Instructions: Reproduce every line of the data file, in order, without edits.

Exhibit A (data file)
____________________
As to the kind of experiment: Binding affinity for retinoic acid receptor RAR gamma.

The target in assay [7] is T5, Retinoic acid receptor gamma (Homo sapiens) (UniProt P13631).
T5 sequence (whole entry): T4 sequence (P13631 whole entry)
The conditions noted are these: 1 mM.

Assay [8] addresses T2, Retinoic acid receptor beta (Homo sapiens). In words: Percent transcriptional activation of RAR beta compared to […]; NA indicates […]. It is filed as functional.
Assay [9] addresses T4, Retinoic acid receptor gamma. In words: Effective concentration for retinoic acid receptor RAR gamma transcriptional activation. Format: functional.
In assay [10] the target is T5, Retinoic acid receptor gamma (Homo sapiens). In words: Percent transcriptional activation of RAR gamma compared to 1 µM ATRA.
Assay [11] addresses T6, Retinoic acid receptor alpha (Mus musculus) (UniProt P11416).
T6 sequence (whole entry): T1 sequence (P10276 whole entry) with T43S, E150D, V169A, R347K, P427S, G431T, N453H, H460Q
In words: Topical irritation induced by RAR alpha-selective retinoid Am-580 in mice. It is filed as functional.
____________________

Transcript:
As to the kind of experiment: Binding affinity for retinoic acid receptor RAR gamma.

The target in assay [7] is T5, Retinoic acid receptor gamma (Homo sapiens) (UniProt P13631).
T5 sequence (whole entry): T4 sequence (P13631 whole entry)
The conditions noted are these: 1 mM.

Assay [8] addresses T2, Retinoic acid receptor beta (Homo sapiens). In words: Percent transcriptional activation of RAR beta compared to […]; NA indicates […]. It is filed as functional.
Assay [9] addresses T4, Retinoic acid receptor gamma. In words: Effective concentration for retinoic acid receptor RAR gamma transcriptional activation. Format: functional.
In assay [10] the target is T5, Retinoic acid receptor gamma (Homo sapiens). In words: Percent transcriptional activation of RAR gamma compared to 1 µM ATRA.
Assay [11] addresses T6, Retinoic acid receptor alpha (Mus musculus) (UniProt P11416).
T6 sequence (whole entry): T1 sequence (P10276 whole entry) with T43S, E150D, V169A, R347K, P427S, G431T, N453H, H460Q
In words: Topical irritation induced by RAR alpha-selective retinoid Am-580 in mice. It is filed as functional.